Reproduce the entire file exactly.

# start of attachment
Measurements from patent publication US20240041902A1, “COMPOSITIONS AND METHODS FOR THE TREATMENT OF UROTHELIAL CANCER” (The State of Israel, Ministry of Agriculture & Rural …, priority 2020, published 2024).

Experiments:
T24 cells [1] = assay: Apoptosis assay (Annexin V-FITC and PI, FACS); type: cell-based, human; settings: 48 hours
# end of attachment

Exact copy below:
Measurements from patent publication US20240041902A1, “COMPOSITIONS AND METHODS FOR THE TREATMENT OF UROTHELIAL CANCER” (The State of Israel, Ministry of Agriculture & Rural …, priority 2020, published 2024).

Experiments:
T24 cells [1] = assay: Apoptosis assay (Annexin V-FITC and PI, FACS); type: cell-based, human; settings: 48 hours